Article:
argumentation, which only later became a research source for linguists. However,
Fiorins perspective is different: At a time when rhetoric studies present reasons for its
decline, he shows us how new discursive conditions change our ways to look at them
and, above all, how new conceptions of science, objectivity/neutrality and
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communication models will make linguistics closer to the ancient discipline. Actually,
he highlights that such proximity was also possible because the very object of
linguistics, from Saussure to Benveniste, has been altered and enriched; a linguistic
study that now goes beyond the phrase, reaching the text, the plan of expression of the
discourse, warns Fiorin. It is from the general rhetoricality in language point of view
that the author suggests that the discursive linguistics should inherit the rhetoric
teachings; i.e., he advocates the use of its studies in order to understand what disturbs
the grammar of a language and the supposed logic of it, the rhetoric field (p.23), and
not a mere application of a doctrine established in ancient times.
The text revisits, then, the first works of the field that bring linguistics and
rhetoric closer: The famous text Two aspects of language and two types of aphasic
disturbances by Jakobson (1963, p.43-67) (p.15) that regards metaphor and metonymy
as symbolic processes of meaning-making in every language; following from that, the
work of the Groupe , from 1974, which is an attempt to classify the figures from a
more rigorous methodological perspective. Fiorin also presents how the famous The Old
Rhetoric: an Aide-Mmoire, written by Roland Barthes and published in 1970 in the
journal Communications, rekindles the linguists interest in rhetoric.
We would like to stress the explanation that the author gives in the second
chapter of the initial meaning of ornatus in Latin and how it must be understood in
rhetoric: well-argued, well equipped to perform its function, and of the word
argument itself, which its Greek root argu- means to bright, shine. And we must
highlight the authors key-positioning regarding rhetoric figures: there is no gap
between argumentation and figures once the last always plays an argumentative role
(p.27). At this point, Professor Fiorin is talking to those who consider it an ornament,
a language embellishment or a way of expression that is far from natural. He also
dialogues with Perelman and Tytecas positioning, who, in the Treatise, distinguish
argumentative figures from style figures, claiming that only figures that lead the reader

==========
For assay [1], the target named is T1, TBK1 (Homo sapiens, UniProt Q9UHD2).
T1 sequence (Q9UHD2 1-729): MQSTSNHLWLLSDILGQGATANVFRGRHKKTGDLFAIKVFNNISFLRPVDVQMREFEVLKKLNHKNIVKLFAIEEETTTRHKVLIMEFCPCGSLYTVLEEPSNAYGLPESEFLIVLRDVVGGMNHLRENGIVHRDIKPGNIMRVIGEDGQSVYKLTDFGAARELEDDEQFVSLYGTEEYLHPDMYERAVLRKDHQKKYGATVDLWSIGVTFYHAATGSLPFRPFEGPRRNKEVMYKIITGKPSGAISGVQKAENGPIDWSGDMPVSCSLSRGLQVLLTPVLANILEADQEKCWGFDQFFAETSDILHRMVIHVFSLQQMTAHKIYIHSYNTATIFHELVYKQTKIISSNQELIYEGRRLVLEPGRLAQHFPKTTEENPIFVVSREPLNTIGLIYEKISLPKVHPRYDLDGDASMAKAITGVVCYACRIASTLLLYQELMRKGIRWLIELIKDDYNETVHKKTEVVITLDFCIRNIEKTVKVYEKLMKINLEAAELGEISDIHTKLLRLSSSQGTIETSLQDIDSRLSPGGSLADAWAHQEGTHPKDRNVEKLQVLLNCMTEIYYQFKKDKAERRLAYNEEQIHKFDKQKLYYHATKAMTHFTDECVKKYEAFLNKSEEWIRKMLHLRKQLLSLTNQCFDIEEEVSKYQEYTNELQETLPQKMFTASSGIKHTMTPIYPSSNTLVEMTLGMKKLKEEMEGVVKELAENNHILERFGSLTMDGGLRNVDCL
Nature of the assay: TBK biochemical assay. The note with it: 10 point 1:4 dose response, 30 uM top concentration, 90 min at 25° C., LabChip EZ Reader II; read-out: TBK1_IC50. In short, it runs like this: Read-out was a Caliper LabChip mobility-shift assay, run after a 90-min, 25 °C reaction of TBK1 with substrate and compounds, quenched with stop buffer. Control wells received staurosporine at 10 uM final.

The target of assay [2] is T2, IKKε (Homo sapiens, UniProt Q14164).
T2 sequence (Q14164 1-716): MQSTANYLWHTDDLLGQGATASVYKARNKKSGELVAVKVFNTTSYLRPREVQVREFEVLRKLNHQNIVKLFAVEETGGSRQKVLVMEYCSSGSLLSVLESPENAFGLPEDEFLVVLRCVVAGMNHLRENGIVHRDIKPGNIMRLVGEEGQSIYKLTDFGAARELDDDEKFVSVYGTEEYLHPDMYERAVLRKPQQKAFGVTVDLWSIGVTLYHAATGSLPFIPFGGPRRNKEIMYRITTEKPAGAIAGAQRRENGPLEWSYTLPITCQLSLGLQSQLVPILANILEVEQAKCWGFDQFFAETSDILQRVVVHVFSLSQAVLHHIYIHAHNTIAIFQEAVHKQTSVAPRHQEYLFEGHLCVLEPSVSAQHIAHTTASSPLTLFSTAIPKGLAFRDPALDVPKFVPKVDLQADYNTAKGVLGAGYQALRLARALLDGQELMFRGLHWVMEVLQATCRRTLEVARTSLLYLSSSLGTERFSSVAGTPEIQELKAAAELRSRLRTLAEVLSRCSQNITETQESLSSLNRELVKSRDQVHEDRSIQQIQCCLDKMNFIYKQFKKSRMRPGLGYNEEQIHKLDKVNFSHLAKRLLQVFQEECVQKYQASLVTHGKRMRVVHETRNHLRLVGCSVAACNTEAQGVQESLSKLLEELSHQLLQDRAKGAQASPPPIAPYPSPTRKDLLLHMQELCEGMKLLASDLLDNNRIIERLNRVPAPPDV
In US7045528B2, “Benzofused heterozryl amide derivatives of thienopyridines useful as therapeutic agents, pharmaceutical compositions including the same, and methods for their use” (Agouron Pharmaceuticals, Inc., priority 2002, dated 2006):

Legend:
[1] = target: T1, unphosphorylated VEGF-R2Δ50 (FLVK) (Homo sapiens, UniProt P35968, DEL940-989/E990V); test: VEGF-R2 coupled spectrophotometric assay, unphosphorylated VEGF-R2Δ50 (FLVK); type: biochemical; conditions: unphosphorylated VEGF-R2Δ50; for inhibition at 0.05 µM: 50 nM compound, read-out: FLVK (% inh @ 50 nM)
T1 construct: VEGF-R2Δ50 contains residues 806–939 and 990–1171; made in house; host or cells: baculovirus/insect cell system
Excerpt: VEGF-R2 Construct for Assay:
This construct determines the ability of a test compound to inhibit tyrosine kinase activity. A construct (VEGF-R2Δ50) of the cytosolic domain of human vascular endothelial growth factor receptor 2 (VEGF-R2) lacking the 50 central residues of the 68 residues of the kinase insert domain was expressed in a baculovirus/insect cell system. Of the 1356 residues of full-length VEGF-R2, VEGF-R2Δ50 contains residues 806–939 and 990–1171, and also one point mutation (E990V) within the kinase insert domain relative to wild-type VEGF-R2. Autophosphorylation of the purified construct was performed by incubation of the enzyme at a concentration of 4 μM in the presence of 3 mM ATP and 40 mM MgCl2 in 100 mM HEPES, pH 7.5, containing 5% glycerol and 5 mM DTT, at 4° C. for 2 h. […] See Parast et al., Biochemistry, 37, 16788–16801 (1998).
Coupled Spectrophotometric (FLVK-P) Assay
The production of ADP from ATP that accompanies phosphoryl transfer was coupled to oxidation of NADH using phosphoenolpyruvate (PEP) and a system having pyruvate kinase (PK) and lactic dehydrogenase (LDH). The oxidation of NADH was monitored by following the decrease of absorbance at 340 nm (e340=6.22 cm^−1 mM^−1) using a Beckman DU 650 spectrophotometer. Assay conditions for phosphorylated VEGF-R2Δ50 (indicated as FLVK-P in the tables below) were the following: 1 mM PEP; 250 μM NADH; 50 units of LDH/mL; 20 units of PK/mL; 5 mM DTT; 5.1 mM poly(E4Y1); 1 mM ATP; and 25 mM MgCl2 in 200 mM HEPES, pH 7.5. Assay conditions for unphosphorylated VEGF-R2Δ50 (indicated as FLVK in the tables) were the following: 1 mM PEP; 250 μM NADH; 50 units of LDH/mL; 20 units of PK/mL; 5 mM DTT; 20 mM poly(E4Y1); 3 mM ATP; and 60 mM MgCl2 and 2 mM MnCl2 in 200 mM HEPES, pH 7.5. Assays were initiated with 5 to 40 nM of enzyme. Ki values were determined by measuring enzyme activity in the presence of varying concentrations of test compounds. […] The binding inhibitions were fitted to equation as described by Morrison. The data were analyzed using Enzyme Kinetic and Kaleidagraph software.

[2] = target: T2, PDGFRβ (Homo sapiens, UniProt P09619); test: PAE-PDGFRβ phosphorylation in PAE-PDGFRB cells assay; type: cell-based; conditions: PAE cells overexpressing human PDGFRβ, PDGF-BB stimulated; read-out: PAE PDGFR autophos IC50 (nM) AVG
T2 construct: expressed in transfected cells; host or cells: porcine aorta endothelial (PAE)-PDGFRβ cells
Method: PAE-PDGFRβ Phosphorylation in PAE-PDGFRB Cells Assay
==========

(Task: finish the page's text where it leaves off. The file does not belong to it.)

to a perspective change, due to its new use, are argumentative. When it does not
occur, the figure will be considered an embellishment, a figure of style. It can excite
admiration, but this will be on the aesthetic plane, or in recognition of the speakers
originality (The New Rhetoric [La nouvelle rhtorique]. A Tretatise on Argumentation.
Indiana: Notre Dame Press, 1969, p.169). Others, such as Olivier Reboul, consider that,
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besides persuasive rhetoric figures, there are those which are not rhetorical such as
poetical, humorous (Introduo retrica. So Paulo: Martins Fontes, p.113). Fiorins
work contextualizes the study of figures from an ancient rhetoric view but, in the
present, he joins them all of them, to discursive studies, as enunciative mechanisms
which produce argumentative meaning effects.
As it can be noted, those first chapters are essential to enable understanding and
a deeper level of comprehension of the work as a whole. In the third chapter, we get in
touch with the most recent authors of the field, such as Ricouer, Greimas & Courts,
Denis Bertrand, who offer a theoretical-methodological framework that supports the
author in his explanation of the figures and their function in discourse: To accentuate or
to deemphasize a certain meaning of a utterance. Without any doubts, text clarity is a
common virtue of Professors texts; and in this work, in particular, its didactic (but not
oversimplifying) aspect is another quality. Thus, concepts as intensity-extensity in
linguistic extent, speed up-slow down, elasticity-condensation, among others, are
understood by, above all, the argumentative examples given, a feature mastered by the
author. Lets take a look in a short extract of the third chapter. Revisiting Ricoueur and
Benveniste, he states the following:
[...] rhetoric is the discipline of meaning misplacement. Let us
illustrate it. When Machado de Assis says man is a thinking
erratum,2 in The Posthumous Memoirs of Brs Cubas chapter
XXXVII, it is only by noting that there is a misplacement in
considering man a erratum that the metaphor is learned, once the word
erratum refers to printing error. However, this misplaced preaching
establishes a tension between identity (error correction, development)
and difference (in each edition/in each stage of life) and, this way, it
acquires placement (p.28-9).3

In the classification of figures that are addressed throughout the book, the author